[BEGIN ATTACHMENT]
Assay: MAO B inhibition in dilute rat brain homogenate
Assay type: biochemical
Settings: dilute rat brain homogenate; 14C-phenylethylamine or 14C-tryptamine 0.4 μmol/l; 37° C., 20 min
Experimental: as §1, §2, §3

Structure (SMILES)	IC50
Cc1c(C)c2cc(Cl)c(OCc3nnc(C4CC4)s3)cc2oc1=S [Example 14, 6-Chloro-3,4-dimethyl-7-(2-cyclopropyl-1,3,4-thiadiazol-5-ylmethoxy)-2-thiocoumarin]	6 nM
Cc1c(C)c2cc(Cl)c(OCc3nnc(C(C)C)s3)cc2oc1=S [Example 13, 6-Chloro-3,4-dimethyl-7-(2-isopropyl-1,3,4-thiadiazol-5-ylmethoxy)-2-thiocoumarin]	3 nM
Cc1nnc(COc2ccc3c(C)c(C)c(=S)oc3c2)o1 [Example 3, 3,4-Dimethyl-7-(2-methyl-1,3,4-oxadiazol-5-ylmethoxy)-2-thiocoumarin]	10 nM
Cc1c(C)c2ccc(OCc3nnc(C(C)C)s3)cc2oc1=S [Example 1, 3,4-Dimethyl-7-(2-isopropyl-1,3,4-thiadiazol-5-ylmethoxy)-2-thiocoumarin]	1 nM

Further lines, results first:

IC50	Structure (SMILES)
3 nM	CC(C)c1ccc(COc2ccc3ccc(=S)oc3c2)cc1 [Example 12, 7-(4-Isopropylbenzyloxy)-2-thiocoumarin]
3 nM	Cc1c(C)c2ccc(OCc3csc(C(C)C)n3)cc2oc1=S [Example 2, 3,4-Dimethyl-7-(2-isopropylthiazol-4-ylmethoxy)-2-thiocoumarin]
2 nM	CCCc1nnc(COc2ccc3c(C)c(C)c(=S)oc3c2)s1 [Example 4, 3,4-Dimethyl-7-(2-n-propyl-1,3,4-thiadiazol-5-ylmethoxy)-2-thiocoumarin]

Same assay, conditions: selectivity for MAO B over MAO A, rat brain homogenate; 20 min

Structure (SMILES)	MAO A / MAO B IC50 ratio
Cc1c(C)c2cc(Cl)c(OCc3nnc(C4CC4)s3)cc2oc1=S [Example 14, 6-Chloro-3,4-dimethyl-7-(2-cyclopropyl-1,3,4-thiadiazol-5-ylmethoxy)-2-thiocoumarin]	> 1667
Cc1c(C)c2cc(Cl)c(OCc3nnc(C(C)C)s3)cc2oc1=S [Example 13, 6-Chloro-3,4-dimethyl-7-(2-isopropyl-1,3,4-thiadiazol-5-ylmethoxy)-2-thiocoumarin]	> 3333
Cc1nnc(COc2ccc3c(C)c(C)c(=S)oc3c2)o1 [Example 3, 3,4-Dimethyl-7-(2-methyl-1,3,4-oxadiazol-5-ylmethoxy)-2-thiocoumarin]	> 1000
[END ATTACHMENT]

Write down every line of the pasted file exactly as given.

Assay: MAO B inhibition in dilute rat brain homogenate
Assay type: biochemical
Settings: dilute rat brain homogenate; 14C-phenylethylamine or 14C-tryptamine 0.4 μmol/l; 37° C., 20 min
Experimental: as §1, §2, §3

Structure (SMILES)	IC50
Cc1c(C)c2cc(Cl)c(OCc3nnc(C4CC4)s3)cc2oc1=S [Example 14, 6-Chloro-3,4-dimethyl-7-(2-cyclopropyl-1,3,4-thiadiazol-5-ylmethoxy)-2-thiocoumarin]	6 nM
Cc1c(C)c2cc(Cl)c(OCc3nnc(C(C)C)s3)cc2oc1=S [Example 13, 6-Chloro-3,4-dimethyl-7-(2-isopropyl-1,3,4-thiadiazol-5-ylmethoxy)-2-thiocoumarin]	3 nM
Cc1nnc(COc2ccc3c(C)c(C)c(=S)oc3c2)o1 [Example 3, 3,4-Dimethyl-7-(2-methyl-1,3,4-oxadiazol-5-ylmethoxy)-2-thiocoumarin]	10 nM
Cc1c(C)c2ccc(OCc3nnc(C(C)C)s3)cc2oc1=S [Example 1, 3,4-Dimethyl-7-(2-isopropyl-1,3,4-thiadiazol-5-ylmethoxy)-2-thiocoumarin]	1 nM

Further lines, results first:

IC50	Structure (SMILES)
3 nM	CC(C)c1ccc(COc2ccc3ccc(=S)oc3c2)cc1 [Example 12, 7-(4-Isopropylbenzyloxy)-2-thiocoumarin]
3 nM	Cc1c(C)c2ccc(OCc3csc(C(C)C)n3)cc2oc1=S [Example 2, 3,4-Dimethyl-7-(2-isopropylthiazol-4-ylmethoxy)-2-thiocoumarin]
2 nM	CCCc1nnc(COc2ccc3c(C)c(C)c(=S)oc3c2)s1 [Example 4, 3,4-Dimethyl-7-(2-n-propyl-1,3,4-thiadiazol-5-ylmethoxy)-2-thiocoumarin]

Same assay, conditions: selectivity for MAO B over MAO A, rat brain homogenate; 20 min

Structure (SMILES)	MAO A / MAO B IC50 ratio
Cc1c(C)c2cc(Cl)c(OCc3nnc(C4CC4)s3)cc2oc1=S [Example 14, 6-Chloro-3,4-dimethyl-7-(2-cyclopropyl-1,3,4-thiadiazol-5-ylmethoxy)-2-thiocoumarin]	> 1667
Cc1c(C)c2cc(Cl)c(OCc3nnc(C(C)C)s3)cc2oc1=S [Example 13, 6-Chloro-3,4-dimethyl-7-(2-isopropyl-1,3,4-thiadiazol-5-ylmethoxy)-2-thiocoumarin]	> 3333
Cc1nnc(COc2ccc3c(C)c(C)c(=S)oc3c2)o1 [Example 3, 3,4-Dimethyl-7-(2-methyl-1,3,4-oxadiazol-5-ylmethoxy)-2-thiocoumarin]	> 1000